12. Text Complexity Rubric • Intended to assist educators in evaluating multiple dimensions of a text. • The rubric addresses the three aspects of text complexity required for consideration in Common Core Appendix B: qualitative, quantitative, and reader/task match. • Each of these three dimensions includes specific relevant categories, each of which is listed with a short explanation to assist users in making the best possible determination.

  13. Qualitative Dimensions Levels of meaning. Symbolism, abstract thought, satire, allegory, pun, symbolism, complex motif or nuanced/complicated technical or academic concepts. 10 = excellent, grade-appropriate examples representing multiple categories Structure. Chapters, multiple plot lines, glossaries, headings, footnotes, legal documents, technical manuals, non-traditional uses of time or language (such as magical realism). 10 = multiple, excellent, grade-appropriate structural features. Language conventionality. Complexity of the vocabulary such as colloquialisms, figurative or idiomatic language, dialects, sophisticated technical or academic language, historical language such as Elizabethan or Old English constructions.10 = language that is appropriate and challenging for the target grade but is not so complex as to be incomprehensible. Background knowledge. The subject of the text is one with which your students might reasonably be expected to be acquainted (World War II) or one that might be understood once introduced (photosynthesis). 10 = students will comprehend the text or the subject can be sufficiently understood when explained. A lower score indicates a disconnect serious enough to adversely impact the effectiveness of instruction.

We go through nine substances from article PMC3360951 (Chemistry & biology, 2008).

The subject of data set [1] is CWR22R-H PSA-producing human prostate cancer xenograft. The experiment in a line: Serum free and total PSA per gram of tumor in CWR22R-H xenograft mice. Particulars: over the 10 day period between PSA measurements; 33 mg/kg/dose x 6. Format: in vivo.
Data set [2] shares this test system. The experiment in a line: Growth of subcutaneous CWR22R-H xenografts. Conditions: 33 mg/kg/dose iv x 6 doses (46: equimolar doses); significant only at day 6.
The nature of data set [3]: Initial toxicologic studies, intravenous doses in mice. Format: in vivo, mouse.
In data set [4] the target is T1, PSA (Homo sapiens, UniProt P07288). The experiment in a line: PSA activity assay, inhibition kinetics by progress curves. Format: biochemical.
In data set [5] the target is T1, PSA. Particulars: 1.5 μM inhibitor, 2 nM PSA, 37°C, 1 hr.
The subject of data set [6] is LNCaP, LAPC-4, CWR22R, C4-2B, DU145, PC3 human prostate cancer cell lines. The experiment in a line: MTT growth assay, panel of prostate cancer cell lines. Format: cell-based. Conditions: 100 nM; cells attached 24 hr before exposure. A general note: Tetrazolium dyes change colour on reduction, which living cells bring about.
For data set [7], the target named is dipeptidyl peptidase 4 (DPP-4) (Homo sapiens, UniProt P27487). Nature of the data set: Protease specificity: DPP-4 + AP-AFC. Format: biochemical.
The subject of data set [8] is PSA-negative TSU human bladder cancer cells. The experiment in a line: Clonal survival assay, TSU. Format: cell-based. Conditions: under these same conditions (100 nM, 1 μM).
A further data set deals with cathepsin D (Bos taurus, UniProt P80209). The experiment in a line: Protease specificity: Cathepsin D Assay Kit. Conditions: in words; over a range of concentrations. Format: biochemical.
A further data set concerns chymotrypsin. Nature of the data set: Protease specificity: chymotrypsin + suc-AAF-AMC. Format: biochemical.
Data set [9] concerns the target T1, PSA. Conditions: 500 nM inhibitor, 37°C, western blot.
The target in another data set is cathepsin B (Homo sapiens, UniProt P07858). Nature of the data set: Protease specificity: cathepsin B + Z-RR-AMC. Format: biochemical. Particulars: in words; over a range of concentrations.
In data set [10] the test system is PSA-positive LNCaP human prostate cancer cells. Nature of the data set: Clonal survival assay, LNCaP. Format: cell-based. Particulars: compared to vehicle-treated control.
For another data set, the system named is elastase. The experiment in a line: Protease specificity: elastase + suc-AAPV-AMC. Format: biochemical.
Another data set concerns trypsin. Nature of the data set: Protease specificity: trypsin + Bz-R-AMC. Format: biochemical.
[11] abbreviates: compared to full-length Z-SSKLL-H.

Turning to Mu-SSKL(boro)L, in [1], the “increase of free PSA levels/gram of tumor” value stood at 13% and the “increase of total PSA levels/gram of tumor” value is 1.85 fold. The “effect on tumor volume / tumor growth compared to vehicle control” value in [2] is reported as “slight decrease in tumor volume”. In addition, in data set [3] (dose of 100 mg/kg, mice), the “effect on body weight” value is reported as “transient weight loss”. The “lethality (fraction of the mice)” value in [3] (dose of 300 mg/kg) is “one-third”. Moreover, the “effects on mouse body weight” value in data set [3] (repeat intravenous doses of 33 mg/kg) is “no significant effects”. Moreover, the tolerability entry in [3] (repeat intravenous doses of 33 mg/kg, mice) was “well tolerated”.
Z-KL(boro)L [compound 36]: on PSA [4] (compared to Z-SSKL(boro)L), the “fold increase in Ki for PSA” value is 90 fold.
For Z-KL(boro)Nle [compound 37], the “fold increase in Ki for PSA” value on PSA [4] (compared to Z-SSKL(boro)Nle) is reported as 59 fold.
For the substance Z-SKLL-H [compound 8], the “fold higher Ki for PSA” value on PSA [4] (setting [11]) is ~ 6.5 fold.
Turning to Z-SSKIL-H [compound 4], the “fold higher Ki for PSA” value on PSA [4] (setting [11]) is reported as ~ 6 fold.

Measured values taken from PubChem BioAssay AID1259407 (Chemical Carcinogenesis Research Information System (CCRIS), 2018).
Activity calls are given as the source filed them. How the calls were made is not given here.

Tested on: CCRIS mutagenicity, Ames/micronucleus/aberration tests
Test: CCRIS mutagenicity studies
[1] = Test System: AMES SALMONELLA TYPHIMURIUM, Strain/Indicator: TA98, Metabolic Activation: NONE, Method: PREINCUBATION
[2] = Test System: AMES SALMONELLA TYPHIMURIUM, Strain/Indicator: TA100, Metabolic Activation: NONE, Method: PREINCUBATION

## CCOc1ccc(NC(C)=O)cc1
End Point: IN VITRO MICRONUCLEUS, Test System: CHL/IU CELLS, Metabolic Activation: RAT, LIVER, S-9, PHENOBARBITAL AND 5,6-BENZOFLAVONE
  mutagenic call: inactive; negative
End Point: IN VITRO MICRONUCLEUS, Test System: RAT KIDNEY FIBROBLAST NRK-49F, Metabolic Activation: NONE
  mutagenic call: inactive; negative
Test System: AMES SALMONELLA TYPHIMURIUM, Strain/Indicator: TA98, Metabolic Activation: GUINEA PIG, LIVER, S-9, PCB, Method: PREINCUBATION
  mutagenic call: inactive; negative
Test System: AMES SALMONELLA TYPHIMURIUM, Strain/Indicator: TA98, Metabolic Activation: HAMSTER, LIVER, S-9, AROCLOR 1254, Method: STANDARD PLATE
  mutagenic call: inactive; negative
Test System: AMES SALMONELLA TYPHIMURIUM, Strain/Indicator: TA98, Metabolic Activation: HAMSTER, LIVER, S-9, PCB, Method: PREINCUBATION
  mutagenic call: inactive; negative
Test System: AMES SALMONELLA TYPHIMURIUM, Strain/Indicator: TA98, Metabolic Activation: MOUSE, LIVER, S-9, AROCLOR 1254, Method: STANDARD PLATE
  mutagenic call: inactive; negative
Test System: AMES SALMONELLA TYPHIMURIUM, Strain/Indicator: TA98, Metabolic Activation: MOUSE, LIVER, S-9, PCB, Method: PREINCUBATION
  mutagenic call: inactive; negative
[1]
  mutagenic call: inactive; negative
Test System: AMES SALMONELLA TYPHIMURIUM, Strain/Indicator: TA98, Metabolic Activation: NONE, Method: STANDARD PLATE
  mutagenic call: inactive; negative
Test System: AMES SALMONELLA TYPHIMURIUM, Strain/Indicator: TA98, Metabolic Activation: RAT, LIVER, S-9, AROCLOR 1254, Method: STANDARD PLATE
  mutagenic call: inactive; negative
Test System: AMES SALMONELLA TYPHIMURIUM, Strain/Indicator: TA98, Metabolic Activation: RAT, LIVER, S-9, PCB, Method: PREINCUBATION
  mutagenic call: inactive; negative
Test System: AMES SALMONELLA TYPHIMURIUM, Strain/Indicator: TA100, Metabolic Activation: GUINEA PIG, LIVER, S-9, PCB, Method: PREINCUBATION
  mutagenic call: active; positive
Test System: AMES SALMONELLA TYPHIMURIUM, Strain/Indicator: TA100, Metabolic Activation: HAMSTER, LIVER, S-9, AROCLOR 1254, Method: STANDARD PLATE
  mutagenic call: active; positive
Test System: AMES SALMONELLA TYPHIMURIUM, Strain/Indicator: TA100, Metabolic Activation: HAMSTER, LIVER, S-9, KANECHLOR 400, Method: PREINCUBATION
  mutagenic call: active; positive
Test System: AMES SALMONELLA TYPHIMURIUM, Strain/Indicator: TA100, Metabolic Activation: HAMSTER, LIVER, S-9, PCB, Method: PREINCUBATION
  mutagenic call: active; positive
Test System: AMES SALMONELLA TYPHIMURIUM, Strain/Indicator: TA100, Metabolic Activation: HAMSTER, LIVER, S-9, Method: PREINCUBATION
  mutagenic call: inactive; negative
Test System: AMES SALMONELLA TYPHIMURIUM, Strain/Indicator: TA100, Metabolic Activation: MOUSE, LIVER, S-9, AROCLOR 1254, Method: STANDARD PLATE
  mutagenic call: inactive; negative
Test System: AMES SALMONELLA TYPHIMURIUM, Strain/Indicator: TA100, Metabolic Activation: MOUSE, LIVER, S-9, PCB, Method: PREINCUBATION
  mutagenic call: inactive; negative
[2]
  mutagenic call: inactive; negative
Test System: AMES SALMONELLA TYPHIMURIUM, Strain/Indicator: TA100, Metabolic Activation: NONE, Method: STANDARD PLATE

14. Quantitative Dimensions • For the purposes of this rubric, we have used a measure familiar to most educators: the Lexile Measure. • 10 = high end of Lexile range for grade band • = lower end of the grade band target range • 4-6 = 100 or fewer points below low end of target range • 0-3 = mismatches beyond 100 points • NOTE! a mismatch of Lexile range ALONE is not enough to disqualify a text choice.

  15. Reader and Task Does this text challenge readers? Aim for 75% comprehension rate. 10 = challenges students within that target range. Does this text match the interests of the students? Cannot always be the primary indicator, but even technical texts can be chosen to provide connection with students. 10 = best choice for the target age and demographic. Is this text ideal for the task? A scientific journal will be a better match for a research project than for a skit depicting the content. 10 = best possible match for the task. Mismatches for which qualitative and quantitative measures cannot easily account. Provides evaluators with a category to bestow or withhold points based on disconnect that may not be addressed in other rubric dimensions. 10 = no mismatch and would be entirely appropriate for the target audience and purpose.

  16. Resources for Guiding Students Through Informational and Other More Complex Texts

  17. Strategies

  18. Accessing Unit Planning Resources • GeorgiaStandards.Org • Model Unit Frameworks • Blank Planning Template • Curriculum Maps • ELA Editable Unit Drop Box (sjacobs@doe.k12.ga.us) • ELA Reporter Newsletter • ListServ: join-ela-(gradeband)@list.doe.k12.ga.us

  19. How Can We Help? • Gerald Boyd Susan Jacobs • gboyd@doe.k12.ga.ussjacobs@doe.k12.ga.us • 404-617-7185 • Kim Jeffcoat Daniel Rock • kjeffcoat@doe.k12.ga.usdrock@doe.k12.ga.us • 404-463-1933 770-617-9270 • DOE ELA HOMEPAGE: • http://public.doe.k12.ga.us/ci_services.aspx?PageReq=CIServEnglish